Commonly Asked Questions: 3rd-Dose COVID-19 Vaccinations

Currently, only those with an underlying condition that weakens their immune system are approved to get a 3rd dose of an mRNA vaccine (Pfizer or Moderna). 

These patients typically don't have as strong a response to the vaccine. This leaves them less protected than those with healthier immune systems. Studies of the vaccine show protection increases for these patients with a 3rd dose.

We answer common questions below. If you have other questions, we encourage you to talk to your doctor or other health care provider.

While the Biden administration has announced intention to begin offering 3rd doses to other patients in September, those details aren't yet worked out. We'll share information on this site when the process and timeline are clear.

  • No, a third dose is not currently recommended due to age alone. The definition of moderately or severely immunocompromised, for the purpose of additional vaccine doses, is outlined below.

  • Individuals who have already received 2 doses of a mRNA COVID-19 vaccine with the second dose at least 28 days ago AND who have moderate or severe immunocompromise.

    If you have questions about whether you are eligible based on your health condition, please talk to your doctor.

    The CDC’s Advisory Committee on Immunization Practices (ACIP) and VUMC define moderately or severely immunocompromised patients as patients who have any of these conditions:

    • Under active treatment for solid tumor or hematologic malignancy
    • Solid organ transplant patient on immunosuppressive therapy
    • Hematopoietic stem cell transplant in last 2 years or otherwise on immunosuppression therapy after stem cell transplant
    • Receipt of CART-cell therapy in last 2 years
    • Primary immunodeficiency syndrome (Common Variable Immune Deficiency, DiGeorge Syndrome, Wiskott-Aldrich syndrome)
    • Advanced (CD4<200) or untreated HIV infection
    • Active treatment in last month with one of the following immunosuppressing drugs:
      • High dose corticosteroids (≥20mg prednisone or equivalent per day for ≥14 days)
      • Alkylating agents (ex: cyclophosphamide, temozolomide, chlorambucil, carboplatin, cisplatin)
      • Antimetabolites (ex: methotrexate, hydroxyurea, gemcitabine, fludarabine)
      • TNF alpha inhibitors (ex: adalimumab, etanercept, infliximab)
      • Other biologic agents that are immunosuppressive or immunomodulatory (e.g., rituximab, anakinra, golimumab, natalizumab)

    Additionally, chronic medical conditions such as End Stage Renal Disease may be associated with varying degrees of immune deficit.

     

  • Pfizer is approved for age 12 years and older and Moderna for 18 years and older.

  • The FDA authorized immunocompromised individuals to receive a 3rd dose at least 28 days following the 2nd dose of the same vaccine. If you are immunocompromised and received your second dose more than 28 days ago, you can get a 3rd dose.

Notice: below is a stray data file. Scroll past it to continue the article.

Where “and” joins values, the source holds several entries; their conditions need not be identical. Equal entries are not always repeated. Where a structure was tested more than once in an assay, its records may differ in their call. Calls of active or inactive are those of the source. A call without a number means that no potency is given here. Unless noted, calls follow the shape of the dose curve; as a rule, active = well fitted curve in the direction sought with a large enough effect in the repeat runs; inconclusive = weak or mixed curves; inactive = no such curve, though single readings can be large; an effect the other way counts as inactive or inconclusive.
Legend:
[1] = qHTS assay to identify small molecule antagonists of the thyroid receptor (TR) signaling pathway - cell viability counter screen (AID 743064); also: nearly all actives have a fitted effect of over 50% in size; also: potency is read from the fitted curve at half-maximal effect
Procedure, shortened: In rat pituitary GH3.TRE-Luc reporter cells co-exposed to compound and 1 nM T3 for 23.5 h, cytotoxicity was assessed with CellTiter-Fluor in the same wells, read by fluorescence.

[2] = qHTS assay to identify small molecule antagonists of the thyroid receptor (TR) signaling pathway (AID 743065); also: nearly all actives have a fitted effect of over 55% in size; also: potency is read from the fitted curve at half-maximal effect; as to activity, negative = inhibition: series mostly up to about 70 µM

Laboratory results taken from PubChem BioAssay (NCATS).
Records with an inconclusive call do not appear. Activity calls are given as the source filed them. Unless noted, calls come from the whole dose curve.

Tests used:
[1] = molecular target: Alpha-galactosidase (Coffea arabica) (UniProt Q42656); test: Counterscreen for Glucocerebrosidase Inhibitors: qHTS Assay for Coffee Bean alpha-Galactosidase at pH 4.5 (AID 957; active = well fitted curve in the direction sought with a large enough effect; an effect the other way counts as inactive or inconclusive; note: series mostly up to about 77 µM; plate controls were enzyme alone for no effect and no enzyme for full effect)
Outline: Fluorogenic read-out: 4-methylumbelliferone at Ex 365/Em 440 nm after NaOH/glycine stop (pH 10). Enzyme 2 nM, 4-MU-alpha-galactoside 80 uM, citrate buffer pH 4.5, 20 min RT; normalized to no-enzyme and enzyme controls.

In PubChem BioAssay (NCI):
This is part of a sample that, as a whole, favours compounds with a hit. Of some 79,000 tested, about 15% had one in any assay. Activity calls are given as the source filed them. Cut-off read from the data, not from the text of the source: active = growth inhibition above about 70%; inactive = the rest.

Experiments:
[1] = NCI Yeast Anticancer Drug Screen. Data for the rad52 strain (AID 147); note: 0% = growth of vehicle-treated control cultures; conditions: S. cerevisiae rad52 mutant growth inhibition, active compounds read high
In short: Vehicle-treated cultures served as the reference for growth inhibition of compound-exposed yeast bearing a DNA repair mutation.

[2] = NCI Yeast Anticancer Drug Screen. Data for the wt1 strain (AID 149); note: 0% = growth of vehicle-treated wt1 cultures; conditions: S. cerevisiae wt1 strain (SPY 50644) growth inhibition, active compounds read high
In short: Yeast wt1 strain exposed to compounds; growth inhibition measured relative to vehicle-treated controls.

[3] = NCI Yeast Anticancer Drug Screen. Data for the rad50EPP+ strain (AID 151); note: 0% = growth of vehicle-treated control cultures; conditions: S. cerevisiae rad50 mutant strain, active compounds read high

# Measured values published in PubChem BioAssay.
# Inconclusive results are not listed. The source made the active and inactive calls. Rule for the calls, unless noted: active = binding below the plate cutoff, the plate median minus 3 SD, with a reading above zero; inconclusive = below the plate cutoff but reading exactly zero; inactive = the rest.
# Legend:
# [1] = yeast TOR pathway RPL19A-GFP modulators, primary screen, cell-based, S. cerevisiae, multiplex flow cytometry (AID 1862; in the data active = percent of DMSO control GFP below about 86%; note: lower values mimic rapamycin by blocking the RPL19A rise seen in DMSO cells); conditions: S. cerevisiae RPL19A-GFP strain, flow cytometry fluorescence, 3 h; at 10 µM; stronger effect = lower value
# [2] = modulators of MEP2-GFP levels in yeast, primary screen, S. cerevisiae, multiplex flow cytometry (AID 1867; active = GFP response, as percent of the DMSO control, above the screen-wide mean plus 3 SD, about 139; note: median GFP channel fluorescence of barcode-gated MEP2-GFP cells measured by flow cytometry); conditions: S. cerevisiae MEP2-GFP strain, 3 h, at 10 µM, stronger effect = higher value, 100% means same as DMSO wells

• You should get the same brand of mRNA vaccine (Pfizer or Moderna) for the 3rd dose that you received for the 1st and 2nd doses.

    However, if the same brand is not available, you may use either mRNA vaccine brand (Pfizer or Moderna) available.

  • Not currently. No data support the use of an additional vaccine dose after a primary Johnson & Johnson vaccine in immunocompromised people. The FDA and CDC are working to provide guidance on this issue.

  • No. An antibody test is not necessary. It would not change the decision to give you an additional dose.

  • Not unless you meet the CDC and VUMC criteria for moderate or severe immunocompromise. It is important to note that the absence of antibodies on antibody tests does not necessarily indicate a lack of protection against the COVID-19 virus.

  • Based on preliminary studies, the side effects appear to be like the initial vaccine reactions. They may be more pronounced.

    These include pain, redness and swelling at the injection site, as well as tiredness, headache, muscle pain, chills, fever, and nausea.

    So far, there have been no serious side effects to additional dosing, but we will monitor patients closely.

  • Yes, please let your care team know if you get an additional dose of the vaccine, so we have an accurate report of your vaccination status in your health records.

  • If you are eligible, you can get your 3rd shot in these ways:

    • At an upcoming visit with us, ask your provider during your visit
    • Go to VUMC.org/coronavirus/getvaccines and make an appointment.
    • Go to any place that giving COVID-19 vaccines, such as your local health department or a retail pharmacy.
  • No. All close contacts of immunocompromised persons should get vaccinated with the initial vaccine series (2 doses of mRNA vaccine) to prevent the spread of the COVID-19 virus to these vulnerable persons.

    A 3rd dose for such close contacts is not recommended.

  • Because you are immunocompromised, even with a 3rd dose, you may still be at risk of contracting COVID-19 infection.

    You should still take the other recommended precautions from the CDC (such as masking when in public indoor spaces) until the presence of COVID-19 and its spread in our community has gone down a lot.